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Decide what you want, decide what you are willing to exchange for it. Establish your priorities and go to work.
H. L. HUNT
We can learn by doing--by doing anything. Even if we fail--repeatedly--there's something to be learned from the failures. Of course, one of the lessons we can learn from failure is, "I want to learn some new ways of doing things so I don't have to fail so much."
Or, perhaps you already are a successful doer and, like all successful doers, you know there's always more to learn about successfully doing.
This section focuses more on "outer" achievements. The next section, "To Have Joy and to Have It More Abundantly," highlights methods for "inner" success.
You will notice, however, that most tools can be used for either inner or outer learning. The same commitment that allows you to make a million dollars can be used for achieving happiness. The same discipline that allows you to focus on your self-worth can also be used to master scuba diving.
The inner mirrors the outer. The outer mirrors the inner.
My function in life was to render clear what was already blindingly conspicuous.
Before taking successful action, you must first know what you want. (If you don't know what you want, how will you know when you've gotten it?) Before knowing what you want, it's good to know why you want it. A good way of knowing why you want it is knowing your purpose in life.
What is your purpose?
A purpose is something you discover. It's already there. It's always been there. You've lived your life by it--perhaps without fully realizing it. (Although when you do realize it, you'll know you've known it all along.)
It's your bellwether, your personal inner divining rod. It tells you, in any given moment, whether you're living your life "on purpose" or not.
A purpose is a simple, positive statement of why you are here. It usually begins, "I am " and is only a few words long.
It is not a goal. A goal is something that can be reached. A purpose is a direction, like east. No matter how far east you travel, there's still lots more east to go. Purposes can be used for selecting goals, just as someone traveling east can select certain cities as guideposts along the eastward journey.
A purpose is never achieved; it is fulfilled in each moment you are "on purpose." You use your purpose to set your course in life. It's your inner compass. When you are "on course," you are "on purpose."
The purpose of life is a life of purpose.
A purpose is not an affirmation. Affirmations are created and used to make that creation real. A purpose is not created--it is discovered . You already have a purpose. You have always had a purpose. It has always been the same purpose. Your purpose will--for the remainder of this lifetime--remain the same.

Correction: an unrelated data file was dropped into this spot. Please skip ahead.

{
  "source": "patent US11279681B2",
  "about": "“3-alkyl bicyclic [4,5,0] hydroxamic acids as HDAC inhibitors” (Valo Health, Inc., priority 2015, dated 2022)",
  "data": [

A purpose is like a heart. You don't create a heart, but, like the Tin Man in The Wizard of Oz, you can discover the one you've always had.
Purposes sound something like this (Don't use this list to select a purpose for yourself. Give yourself the time and the freedom to discover your own. These are just to give you an idea of what purposes sound like.): "I am a cheerful giver," "I am a happy student," "I am a devoted friend," "I serve the planet," "I am a joyful explorer," "I am a lover of life," "I want a hamburger" (all right--the last one was my personal goal for the moment).
There are many ways to discover your purpose. Here are a few. If one doesn't work, try another. Patience, seeker, patience! The discovery of a purpose can take a while. When you know yours, you'll know it was worth the wait.
Once you discover your purpose, I suggest that you not tell anyone. This keeps it powerful. It also keeps others from saying, "So you're a joyful giver, huh? Okay, I'll take five dollars," or "Happy helper? You don't seem very happy to me." Life's hard enough without having our purpose on display for the potshots of the world.
It is better to be hated for what you are than loved for what you are not.
When you know your purpose, it's easier to set and achieve goals. The litmus test of any action is simply, "Does this fulfill my purpose?" If yes, you can choose whether you want to do it or not. There is--as you may already know--a certain value to being "on purpose."
In order to be irreplaceable one must always be different.
Often people attempt to live their lives backwards; they try to have more things, or more money, in order to do more of what they want, so they will be happier. The way it actually works is the reverse. You must first be who you really are, then do what you need to do, in order to have what you want.
There are some things we want because we really want them. There are other things we want because we think they will give us what we really want. The first category I call intentions or desires . The second category I call methods or behaviors .
For example, you may say, "I want a red sports car." I may say, "Fine, and what do you want from the red sports car?" "I want adventure." The true desire or intention is, in fact, adventure. The red sports car was the method or behavior to get adventure.
Another example: If you say, "I want more fun," I might ask, "What can you do to have more fun?" You could then give a long list of the things you find fun to do. In this case, fun is the intention or desire; the enjoyable activities you've listed are your methods or behaviors for achieving fun.
A person's intentions or desires are experiences. They are described by words such as freedom, security, power, happiness, self-worth, success, satisfaction, respect, peace of mind, adventure, love.
The methods or behaviors people use to have these experiences are symbols for "the real thing." They include money, job or career, clothes, cars, house, marriage, family, sex, lovers, sex, physical appearance, sex, educational degrees, sex, and travel. (And food.)
One must not lose desires. They are mighty stimulants to creativeness, to love, and to long life.
When people want a physical thing--and, yes, a husband, wife, child, or lover is a physical thing--they are usually talking about methods or behaviors. When they discuss inner experiences, they are generally referring to intentions or desires.
There is nothing wrong with wanting the symbols. This section, in fact, will suggest many techniques (methods? behaviors?) for getting your fair share of symbols.
It helps, however, to know that the house, car, better body, career, or money you want--yes, even a romantic relationship, religion, or spiritual path--is simply a method or behavior to get something else: something inner, something experiential (security, fun, energy, satisfaction, love, knowledge of God, inner peace).
Why does it help to know this? First, if you know the experience you're looking for, you can make whole lists of methods and behaviors that might fulfill it. Love can be found in more places than romantic relationships. Fun can be found without having a million dollars.